The exhibit on the walls at Provenance Center in New London this summer is called "Stoimen Revisited," but that title only tells half the story. Actually, only one-third of the story.
It is an exhibit of the work of Bulgarian painter and printmaker Stoimen Stoilov, who had a show at New London's Lyman Allyn Art Museum in 2004. But it also is a showcase for the poetry of William Meredith, the late Pulitzer Prize-winning U.S. Poet Laureate who died in New London in 2007, as well as poetry by Meredith's lifetime companion, the poet Richard Harteis, who lives in Uncasville.
"Stoimen's work aren't actually illustrations of the poems, but 'reactions' to them," said Harteis, who refers to the exhibit as "a dialog of inquiry and celebration." Harteis is the exhibit's curator, as well as president of The William Meredith Foundation. The show features seven poems by Meredith, and five by Harteis, all illustrated by Stoilov with prints, plus three oils-on-canvas.
The two show-stopping works, the monumental faux frescos "Orpheus" and "Pandora," don't illustrate poems, but stand on their own. Stoilov painted with yellow tones of oil and drew with graphite on top of the paint. He surrounds his mythologically inspired images — unicorns, fish, masks, birds, donkeys, classic human figures and a recurring theme of pomegranates — with a stubbly plasterish texture, giving the paintings the look of having been torn whole off the side of a building.
A third oil, the vertical blue-tone "Window on the Black Sea," hangs in the corner, repeating Stoilov's elaborate mythological themes.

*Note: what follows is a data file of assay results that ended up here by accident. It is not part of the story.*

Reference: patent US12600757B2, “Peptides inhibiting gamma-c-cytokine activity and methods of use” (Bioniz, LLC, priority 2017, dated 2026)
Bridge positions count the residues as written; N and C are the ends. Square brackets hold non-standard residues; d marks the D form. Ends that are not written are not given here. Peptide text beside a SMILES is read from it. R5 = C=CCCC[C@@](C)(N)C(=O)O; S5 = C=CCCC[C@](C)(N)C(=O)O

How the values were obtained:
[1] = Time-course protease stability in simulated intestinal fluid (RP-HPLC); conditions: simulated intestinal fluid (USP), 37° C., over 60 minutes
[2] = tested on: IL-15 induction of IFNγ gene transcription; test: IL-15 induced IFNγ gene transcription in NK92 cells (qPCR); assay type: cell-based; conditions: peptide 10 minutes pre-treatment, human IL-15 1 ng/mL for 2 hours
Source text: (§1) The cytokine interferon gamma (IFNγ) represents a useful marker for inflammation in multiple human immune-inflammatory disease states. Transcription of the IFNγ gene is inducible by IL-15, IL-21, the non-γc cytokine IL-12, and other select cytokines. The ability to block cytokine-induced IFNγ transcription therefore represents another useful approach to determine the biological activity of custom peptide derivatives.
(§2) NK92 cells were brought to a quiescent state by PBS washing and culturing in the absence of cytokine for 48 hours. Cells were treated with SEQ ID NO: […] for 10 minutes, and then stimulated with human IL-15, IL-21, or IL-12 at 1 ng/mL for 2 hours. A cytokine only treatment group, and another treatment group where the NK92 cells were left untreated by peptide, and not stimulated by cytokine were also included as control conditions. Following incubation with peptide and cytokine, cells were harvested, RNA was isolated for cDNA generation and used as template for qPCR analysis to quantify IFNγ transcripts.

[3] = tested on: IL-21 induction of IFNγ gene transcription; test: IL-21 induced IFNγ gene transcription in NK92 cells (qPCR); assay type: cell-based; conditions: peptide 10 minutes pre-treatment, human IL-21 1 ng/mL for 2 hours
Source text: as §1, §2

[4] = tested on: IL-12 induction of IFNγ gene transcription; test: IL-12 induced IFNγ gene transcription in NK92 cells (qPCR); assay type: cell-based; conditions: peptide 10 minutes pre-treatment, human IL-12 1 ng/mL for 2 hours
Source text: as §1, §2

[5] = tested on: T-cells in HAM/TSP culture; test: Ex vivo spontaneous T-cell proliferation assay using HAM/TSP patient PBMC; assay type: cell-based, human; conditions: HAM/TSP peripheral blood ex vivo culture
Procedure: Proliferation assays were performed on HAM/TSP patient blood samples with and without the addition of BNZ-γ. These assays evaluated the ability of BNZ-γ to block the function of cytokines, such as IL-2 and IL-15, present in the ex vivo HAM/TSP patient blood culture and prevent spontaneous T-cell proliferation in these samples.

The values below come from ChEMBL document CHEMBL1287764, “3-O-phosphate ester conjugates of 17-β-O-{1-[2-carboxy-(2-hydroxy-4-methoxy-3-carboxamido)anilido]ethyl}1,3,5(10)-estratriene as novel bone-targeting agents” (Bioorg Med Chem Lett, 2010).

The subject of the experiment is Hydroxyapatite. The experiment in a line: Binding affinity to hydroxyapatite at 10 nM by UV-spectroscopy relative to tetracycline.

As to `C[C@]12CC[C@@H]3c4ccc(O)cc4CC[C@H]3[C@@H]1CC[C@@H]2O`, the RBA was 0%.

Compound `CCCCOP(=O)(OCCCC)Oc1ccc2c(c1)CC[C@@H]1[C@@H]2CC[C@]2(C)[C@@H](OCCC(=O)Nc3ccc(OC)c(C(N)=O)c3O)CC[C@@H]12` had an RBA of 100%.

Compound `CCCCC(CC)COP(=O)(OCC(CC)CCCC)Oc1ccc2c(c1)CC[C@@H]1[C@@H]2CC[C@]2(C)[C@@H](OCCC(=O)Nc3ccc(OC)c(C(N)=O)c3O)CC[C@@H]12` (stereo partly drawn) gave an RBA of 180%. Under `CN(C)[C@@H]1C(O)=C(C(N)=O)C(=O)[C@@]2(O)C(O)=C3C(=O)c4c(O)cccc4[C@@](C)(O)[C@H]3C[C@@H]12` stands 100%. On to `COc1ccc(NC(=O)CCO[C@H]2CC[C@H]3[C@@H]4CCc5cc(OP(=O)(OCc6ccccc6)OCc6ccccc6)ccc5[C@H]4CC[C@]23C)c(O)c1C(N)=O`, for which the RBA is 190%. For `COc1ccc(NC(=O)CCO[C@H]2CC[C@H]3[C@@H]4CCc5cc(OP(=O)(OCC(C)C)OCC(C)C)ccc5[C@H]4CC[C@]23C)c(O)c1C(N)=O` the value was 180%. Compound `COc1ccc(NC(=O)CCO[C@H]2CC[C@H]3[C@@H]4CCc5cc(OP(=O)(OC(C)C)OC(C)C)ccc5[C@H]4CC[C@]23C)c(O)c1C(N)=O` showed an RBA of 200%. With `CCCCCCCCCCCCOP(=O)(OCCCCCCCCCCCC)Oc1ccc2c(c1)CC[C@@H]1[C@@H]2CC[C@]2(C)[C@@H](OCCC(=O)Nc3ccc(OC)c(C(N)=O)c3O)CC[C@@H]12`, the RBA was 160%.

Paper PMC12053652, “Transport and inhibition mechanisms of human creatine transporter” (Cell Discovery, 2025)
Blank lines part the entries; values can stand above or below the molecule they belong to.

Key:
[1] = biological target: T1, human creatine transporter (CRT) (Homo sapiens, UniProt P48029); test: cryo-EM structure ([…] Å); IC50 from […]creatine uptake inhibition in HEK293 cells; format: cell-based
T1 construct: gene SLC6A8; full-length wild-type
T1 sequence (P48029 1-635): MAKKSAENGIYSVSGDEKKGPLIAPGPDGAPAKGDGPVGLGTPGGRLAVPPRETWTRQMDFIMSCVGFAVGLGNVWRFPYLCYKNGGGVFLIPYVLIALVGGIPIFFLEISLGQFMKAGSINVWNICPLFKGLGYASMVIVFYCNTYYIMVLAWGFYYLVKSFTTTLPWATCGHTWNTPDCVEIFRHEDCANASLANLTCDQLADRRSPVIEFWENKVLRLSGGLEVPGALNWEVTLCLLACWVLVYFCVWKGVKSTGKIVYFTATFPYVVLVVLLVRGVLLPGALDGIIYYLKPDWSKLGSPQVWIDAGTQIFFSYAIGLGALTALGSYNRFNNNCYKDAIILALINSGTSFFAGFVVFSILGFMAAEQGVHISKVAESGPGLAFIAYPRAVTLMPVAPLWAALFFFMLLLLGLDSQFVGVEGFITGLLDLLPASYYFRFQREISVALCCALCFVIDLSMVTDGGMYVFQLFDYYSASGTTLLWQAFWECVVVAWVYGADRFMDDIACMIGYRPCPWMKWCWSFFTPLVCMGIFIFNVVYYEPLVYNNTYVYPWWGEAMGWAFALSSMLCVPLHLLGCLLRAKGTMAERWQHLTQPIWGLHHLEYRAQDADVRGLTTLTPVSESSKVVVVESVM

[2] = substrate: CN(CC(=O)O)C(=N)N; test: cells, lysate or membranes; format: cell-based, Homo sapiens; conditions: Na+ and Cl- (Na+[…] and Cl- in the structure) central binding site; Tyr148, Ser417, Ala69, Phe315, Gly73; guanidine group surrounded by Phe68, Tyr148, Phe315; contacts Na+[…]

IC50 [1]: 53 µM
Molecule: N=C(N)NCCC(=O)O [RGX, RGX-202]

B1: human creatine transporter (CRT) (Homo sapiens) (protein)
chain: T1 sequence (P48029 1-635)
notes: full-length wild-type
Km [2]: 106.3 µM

The heart of the show, however, is Meredith and Harteis' poetry and Stoilov's "reactions," smaller-scale prints, mostly in black and white, but some accented with color to emphasize the subjects of the poems. The most notable is Meredith's "The Wreck of the Thresher (Lost at Sea April 10, 1963)," an homage to the historic submarine disaster that killed 129 men.
"The sea schools us with terrible water. The noise of a boat breaking up and its men is in our ears. The bottom here is too far down for our sounding; The ocean was salt before we crawled into tears." Stoilov illustrated this with three prints, featuring sailors and the female "guardian of the sea" gathering up their spirits, shot through with the blue of sea water.
Bulgaria was one of Meredith's passions. He and Harteis were frequent visitors to the Eastern European country and helped many Bulgarian artists get international recognition. Another of Meredith's poems — "Two Masks Unearthed in Bulgaria" — pays homage the world's oldest pieces of worked gold, which were found in an ancient tomb in Bulgaria and now are housed in a museum in Varna, where Stoilov lives.
"When God was learning to draw the human face," Meredith wrote, "I think he may have made a few like these." Stoilov illustrated the poem with a mask surrounded by ghostly figures.
Meredith's "What I Remember the Writers Telling Me When I Was Young" — "To see the extraordinary data, you have to distance yourself a little, utterly" — Stoilov illustrates with a man sitting alone on a mountain.
The most moving of Harteis' poems is "Tempus Fugit," his homage to Meredith, who was a Navy flier before embarking on his literary career. "At half my age sixty years ago he flew among the stars alone in a black sky. Perhaps he heard the crack of radio communication, perhaps not, he kept himself entertained, on course, and finally, home." Stoilov illustrates this with an image of a man who has melded with an airplane.
"STOIMEN REVISITED'' is at Provenance Center, 165 State St., Suite 102 in New London, until Aug. 31. Details: www.provenancecenter.com.